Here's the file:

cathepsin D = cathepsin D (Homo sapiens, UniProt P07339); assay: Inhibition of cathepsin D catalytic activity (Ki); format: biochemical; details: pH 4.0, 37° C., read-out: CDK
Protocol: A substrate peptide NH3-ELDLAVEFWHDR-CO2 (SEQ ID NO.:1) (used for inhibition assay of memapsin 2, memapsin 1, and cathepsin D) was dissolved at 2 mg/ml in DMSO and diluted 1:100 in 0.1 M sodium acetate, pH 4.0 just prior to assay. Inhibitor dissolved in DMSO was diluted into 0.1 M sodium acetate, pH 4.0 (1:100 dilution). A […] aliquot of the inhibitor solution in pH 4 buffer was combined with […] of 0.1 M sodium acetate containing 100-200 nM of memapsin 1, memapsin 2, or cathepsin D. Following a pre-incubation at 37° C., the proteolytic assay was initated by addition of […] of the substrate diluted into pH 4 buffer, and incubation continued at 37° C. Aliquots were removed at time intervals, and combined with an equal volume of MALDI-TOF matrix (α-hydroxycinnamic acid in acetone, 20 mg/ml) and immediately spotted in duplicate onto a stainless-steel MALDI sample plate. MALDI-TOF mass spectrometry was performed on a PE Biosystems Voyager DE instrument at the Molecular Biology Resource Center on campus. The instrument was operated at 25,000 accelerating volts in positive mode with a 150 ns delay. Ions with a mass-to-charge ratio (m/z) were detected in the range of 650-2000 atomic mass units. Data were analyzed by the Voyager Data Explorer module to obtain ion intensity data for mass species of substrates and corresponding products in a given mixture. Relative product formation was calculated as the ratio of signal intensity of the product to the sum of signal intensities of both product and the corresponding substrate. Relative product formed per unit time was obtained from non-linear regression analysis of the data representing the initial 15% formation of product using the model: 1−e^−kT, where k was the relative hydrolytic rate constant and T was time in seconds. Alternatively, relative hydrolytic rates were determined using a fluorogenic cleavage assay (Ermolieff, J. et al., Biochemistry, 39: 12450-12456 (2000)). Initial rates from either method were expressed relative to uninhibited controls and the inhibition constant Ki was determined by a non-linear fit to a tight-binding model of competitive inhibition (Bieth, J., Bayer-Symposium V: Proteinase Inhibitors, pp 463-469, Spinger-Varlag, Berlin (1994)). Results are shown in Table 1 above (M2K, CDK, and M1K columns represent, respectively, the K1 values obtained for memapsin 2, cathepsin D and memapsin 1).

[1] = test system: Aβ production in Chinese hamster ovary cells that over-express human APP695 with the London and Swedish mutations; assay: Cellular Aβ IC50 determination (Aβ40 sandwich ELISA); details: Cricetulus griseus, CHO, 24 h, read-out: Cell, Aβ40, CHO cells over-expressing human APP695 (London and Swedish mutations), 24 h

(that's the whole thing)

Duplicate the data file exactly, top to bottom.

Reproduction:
cathepsin D = cathepsin D (Homo sapiens, UniProt P07339); assay: Inhibition of cathepsin D catalytic activity (Ki); format: biochemical; details: pH 4.0, 37° C., read-out: CDK
Protocol: A substrate peptide NH3-ELDLAVEFWHDR-CO2 (SEQ ID NO.:1) (used for inhibition assay of memapsin 2, memapsin 1, and cathepsin D) was dissolved at 2 mg/ml in DMSO and diluted 1:100 in 0.1 M sodium acetate, pH 4.0 just prior to assay. Inhibitor dissolved in DMSO was diluted into 0.1 M sodium acetate, pH 4.0 (1:100 dilution). A […] aliquot of the inhibitor solution in pH 4 buffer was combined with […] of 0.1 M sodium acetate containing 100-200 nM of memapsin 1, memapsin 2, or cathepsin D. Following a pre-incubation at 37° C., the proteolytic assay was initated by addition of […] of the substrate diluted into pH 4 buffer, and incubation continued at 37° C. Aliquots were removed at time intervals, and combined with an equal volume of MALDI-TOF matrix (α-hydroxycinnamic acid in acetone, 20 mg/ml) and immediately spotted in duplicate onto a stainless-steel MALDI sample plate. MALDI-TOF mass spectrometry was performed on a PE Biosystems Voyager DE instrument at the Molecular Biology Resource Center on campus. The instrument was operated at 25,000 accelerating volts in positive mode with a 150 ns delay. Ions with a mass-to-charge ratio (m/z) were detected in the range of 650-2000 atomic mass units. Data were analyzed by the Voyager Data Explorer module to obtain ion intensity data for mass species of substrates and corresponding products in a given mixture. Relative product formation was calculated as the ratio of signal intensity of the product to the sum of signal intensities of both product and the corresponding substrate. Relative product formed per unit time was obtained from non-linear regression analysis of the data representing the initial 15% formation of product using the model: 1−e^−kT, where k was the relative hydrolytic rate constant and T was time in seconds. Alternatively, relative hydrolytic rates were determined using a fluorogenic cleavage assay (Ermolieff, J. et al., Biochemistry, 39: 12450-12456 (2000)). Initial rates from either method were expressed relative to uninhibited controls and the inhibition constant Ki was determined by a non-linear fit to a tight-binding model of competitive inhibition (Bieth, J., Bayer-Symposium V: Proteinase Inhibitors, pp 463-469, Spinger-Varlag, Berlin (1994)). Results are shown in Table 1 above (M2K, CDK, and M1K columns represent, respectively, the K1 values obtained for memapsin 2, cathepsin D and memapsin 1).

[1] = test system: Aβ production in Chinese hamster ovary cells that over-express human APP695 with the London and Swedish mutations; assay: Cellular Aβ IC50 determination (Aβ40 sandwich ELISA); details: Cricetulus griseus, CHO, 24 h, read-out: Cell, Aβ40, CHO cells over-expressing human APP695 (London and Swedish mutations), 24 h